Charity drop-offs aren't trash dumps Wholly unusable donations pose problems for collection centers.

July 10, 1996

WHILE IT MAY be more blessed to give than to receive, the gift is also in the eye of the beholder.

In that mangled maxim is the dilemma of the various nonprofit thrift shops, clothing centers and second-hand stores, which rely on public donations of castoffs for their stock.

Some charities are worried about the increase in unusable clothing and household items that are dumped on their doorsteps, and which they must pay to have hauled away to the landfill. Trash collection and dumping fees have significantly increased, making this longtime minor problem a major concern.

Westminster Rescue Mission takes a load to the Carroll County dump almost every day, at $45 a ton. "You would not believe the garbage and trash people drop off here," says superintendent David Danberry. Goodwill Industries in Westminster pays $120 a month for trash collection. The charities hope for a small profit from their stores to fund other projects, including job training for the disadvantaged who help with the thrift shop operations. With more unusable items to sort through and dump, that cuts into the marginal budgets.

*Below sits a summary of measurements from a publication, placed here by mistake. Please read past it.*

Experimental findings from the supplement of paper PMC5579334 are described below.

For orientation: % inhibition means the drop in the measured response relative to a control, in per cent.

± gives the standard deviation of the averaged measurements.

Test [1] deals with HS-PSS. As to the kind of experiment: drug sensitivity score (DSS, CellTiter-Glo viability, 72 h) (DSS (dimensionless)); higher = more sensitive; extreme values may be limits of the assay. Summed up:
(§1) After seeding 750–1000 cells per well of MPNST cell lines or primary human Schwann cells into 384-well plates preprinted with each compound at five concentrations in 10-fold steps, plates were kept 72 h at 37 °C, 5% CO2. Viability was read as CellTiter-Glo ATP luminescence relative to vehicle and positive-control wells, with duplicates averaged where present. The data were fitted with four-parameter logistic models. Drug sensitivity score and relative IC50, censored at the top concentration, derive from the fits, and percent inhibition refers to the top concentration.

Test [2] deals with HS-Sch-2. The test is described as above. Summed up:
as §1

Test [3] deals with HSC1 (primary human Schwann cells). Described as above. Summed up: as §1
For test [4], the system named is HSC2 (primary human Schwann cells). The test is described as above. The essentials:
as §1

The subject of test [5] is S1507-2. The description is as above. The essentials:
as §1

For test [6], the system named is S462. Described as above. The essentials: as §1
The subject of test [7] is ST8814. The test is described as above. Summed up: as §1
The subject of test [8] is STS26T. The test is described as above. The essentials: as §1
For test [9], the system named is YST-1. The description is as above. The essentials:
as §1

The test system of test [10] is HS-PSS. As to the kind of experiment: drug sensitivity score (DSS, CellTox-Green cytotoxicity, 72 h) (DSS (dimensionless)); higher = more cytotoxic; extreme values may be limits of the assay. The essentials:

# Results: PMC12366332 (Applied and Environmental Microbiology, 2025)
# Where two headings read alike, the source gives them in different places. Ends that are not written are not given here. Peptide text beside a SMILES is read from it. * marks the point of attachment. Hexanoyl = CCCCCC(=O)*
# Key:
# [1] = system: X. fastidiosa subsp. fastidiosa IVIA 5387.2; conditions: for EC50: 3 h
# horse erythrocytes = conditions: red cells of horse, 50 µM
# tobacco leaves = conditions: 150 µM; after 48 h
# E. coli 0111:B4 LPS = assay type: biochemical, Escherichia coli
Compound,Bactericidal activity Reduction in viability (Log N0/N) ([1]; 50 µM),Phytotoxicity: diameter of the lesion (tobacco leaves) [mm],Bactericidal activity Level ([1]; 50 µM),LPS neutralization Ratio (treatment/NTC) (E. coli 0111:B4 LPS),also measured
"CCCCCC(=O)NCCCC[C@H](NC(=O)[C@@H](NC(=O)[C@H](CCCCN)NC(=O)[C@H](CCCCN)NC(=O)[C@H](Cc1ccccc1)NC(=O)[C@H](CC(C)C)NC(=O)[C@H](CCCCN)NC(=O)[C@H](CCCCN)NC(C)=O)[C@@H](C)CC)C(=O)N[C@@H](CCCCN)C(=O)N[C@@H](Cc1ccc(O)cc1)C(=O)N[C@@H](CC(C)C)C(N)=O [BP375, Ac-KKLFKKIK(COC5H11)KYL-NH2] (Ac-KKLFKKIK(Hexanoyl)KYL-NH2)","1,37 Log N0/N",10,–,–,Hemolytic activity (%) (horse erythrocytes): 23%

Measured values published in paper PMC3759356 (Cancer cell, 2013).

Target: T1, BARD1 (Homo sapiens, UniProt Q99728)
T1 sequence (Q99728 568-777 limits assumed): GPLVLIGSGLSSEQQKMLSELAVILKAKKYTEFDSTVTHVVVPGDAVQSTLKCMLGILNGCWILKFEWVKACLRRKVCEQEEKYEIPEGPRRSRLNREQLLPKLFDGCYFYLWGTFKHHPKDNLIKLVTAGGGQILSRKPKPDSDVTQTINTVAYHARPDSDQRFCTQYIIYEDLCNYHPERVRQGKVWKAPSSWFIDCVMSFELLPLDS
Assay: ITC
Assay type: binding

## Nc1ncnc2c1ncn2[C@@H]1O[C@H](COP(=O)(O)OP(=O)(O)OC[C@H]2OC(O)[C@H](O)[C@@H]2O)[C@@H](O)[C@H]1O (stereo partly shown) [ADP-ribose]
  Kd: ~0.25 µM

Some unusable donations stem from good intentions: furniture and housewares dropped at a center that only handles clothing, or broken appliances that cannot be fixed for reuse (an increasingly frequent problem.) Or serviceable clothing ruined by overnight rains that can't be economically cleaned and dried.

Then there's the ill-intentioned dumper, looking for a way to avoid the inconvenience and cost of taking unwanted items to the landfill. The sight of an unguarded Dumpster encourages such thoughtless behavior, along with nighttime scavenging by others, that can turn the collection site into a neighborhood nuisance. That's why the Westminster Goodwill is building a fenced area for its truck; even locked bins were broken into repeatedly.

This being the high season for yard sales and house-cleaning, it's an excellent idea to help these charitable operations to redistribute your useful but unwanted goods. But it's equally important to find out in advance what each center can (and cannot) accept, and how to best deliver these items so that your trash can truly be turned into treasure.

Pub Date: 7/10/96

Baltimore Sun Articles
Please note the green-lined linked article text has been applied commercially without any involvement from our newsroom editors, reporters or any other editorial staff.